The LGBT Resource Center at Syracuse University is currently searching for an assistant director. Three candidates will come to campus this week to give presentations about the changes they’d make in the position. The LGBTQ community at Syracuse University and SUNY-ESF held the first of three presentations on Wednesday as the LGBT Resource Center searches for a new assistant director.
Kaelae Shaner, the first of the three candidates to speak this week, gave a 30-minute presentation focused on fostering active outreach through a social media plan, scholarship assistance and various programming changes. About 10 people attended the forum. Two other candidates will speak on Thursday and Friday.
Shaner said the university needs to make sure students feel comfortable on campus.
“The first person you come out to is yourself,” Shaner said. “So we have to start from there as a baseline. Is someone comfortable enough to come out to themselves?”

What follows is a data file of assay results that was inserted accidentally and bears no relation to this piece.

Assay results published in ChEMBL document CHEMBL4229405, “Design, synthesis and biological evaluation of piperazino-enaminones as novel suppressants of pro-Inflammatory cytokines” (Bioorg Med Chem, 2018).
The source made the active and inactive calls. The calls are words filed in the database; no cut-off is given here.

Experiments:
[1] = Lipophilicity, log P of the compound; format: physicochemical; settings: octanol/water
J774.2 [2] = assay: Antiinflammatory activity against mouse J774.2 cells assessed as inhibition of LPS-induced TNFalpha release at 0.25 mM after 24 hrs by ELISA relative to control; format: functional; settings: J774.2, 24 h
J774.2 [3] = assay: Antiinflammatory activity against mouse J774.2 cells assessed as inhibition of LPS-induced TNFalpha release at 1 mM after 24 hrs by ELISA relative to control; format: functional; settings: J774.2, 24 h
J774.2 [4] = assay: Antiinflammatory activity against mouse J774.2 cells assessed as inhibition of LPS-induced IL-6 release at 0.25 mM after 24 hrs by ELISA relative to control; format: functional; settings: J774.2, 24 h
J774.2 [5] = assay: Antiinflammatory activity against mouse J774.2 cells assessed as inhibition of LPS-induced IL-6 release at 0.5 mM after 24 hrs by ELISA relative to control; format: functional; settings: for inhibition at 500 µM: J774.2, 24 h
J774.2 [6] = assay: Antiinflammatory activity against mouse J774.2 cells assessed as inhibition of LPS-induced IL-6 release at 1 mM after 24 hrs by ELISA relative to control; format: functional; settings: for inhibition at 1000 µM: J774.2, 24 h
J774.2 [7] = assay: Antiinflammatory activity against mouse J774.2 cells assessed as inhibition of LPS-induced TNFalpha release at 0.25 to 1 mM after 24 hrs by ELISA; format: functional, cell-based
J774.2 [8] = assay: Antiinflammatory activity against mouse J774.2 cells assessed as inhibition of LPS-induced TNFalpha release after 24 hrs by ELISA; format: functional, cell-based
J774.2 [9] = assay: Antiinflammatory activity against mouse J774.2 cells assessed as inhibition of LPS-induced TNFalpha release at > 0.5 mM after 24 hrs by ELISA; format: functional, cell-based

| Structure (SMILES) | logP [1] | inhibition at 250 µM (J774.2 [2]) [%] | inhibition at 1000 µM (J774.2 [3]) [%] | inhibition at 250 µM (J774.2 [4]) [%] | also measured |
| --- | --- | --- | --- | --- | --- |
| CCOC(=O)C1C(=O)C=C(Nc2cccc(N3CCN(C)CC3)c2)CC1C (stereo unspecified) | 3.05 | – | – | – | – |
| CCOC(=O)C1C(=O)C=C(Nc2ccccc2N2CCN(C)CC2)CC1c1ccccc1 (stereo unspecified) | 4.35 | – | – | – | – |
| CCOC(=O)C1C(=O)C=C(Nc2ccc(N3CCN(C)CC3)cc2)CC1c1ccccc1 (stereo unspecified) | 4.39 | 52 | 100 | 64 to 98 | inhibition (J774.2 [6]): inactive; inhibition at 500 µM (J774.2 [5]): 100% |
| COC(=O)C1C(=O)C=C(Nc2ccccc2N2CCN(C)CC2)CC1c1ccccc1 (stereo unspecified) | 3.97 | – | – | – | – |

She said SU needs to be a safe place for undergraduate students to develop their identities, as well as their professional and academic careers. She said implementing curriculum changes, establishing role models and building a sense of community can help do that.
Candidates were asked to develop a presentation describing their background as it applies to advising and supporting the LGBTQ student community, according to a sheet given to the audience. The presentations needed to articulate the developmental needs of the community and discuss a plan to develop a year-long leadership program, per the sheet. Participants were asked to assess and rate the candidate in terms of strengths and concerns.
Shaner, a transgender woman, was the president of the undergraduate Gay Straight Alliance at Penn State Brandywine and an admissions officer at Strayer University. She has also worked in student financial services.